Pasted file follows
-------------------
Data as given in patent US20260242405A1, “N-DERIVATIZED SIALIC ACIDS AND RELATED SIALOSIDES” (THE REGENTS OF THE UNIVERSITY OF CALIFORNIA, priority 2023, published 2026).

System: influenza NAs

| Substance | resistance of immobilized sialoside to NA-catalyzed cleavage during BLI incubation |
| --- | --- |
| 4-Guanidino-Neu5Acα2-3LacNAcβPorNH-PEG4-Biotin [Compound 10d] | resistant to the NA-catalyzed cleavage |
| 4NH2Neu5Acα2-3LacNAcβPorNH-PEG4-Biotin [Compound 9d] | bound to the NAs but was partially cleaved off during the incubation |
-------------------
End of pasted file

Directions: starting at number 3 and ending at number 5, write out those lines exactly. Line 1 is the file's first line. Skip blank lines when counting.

| Substance | resistance of immobilized sialoside to NA-catalyzed cleavage during BLI incubation |
| --- | --- |
| 4-Guanidino-Neu5Acα2-3LacNAcβPorNH-PEG4-Biotin [Compound 10d] | resistant to the NA-catalyzed cleavage |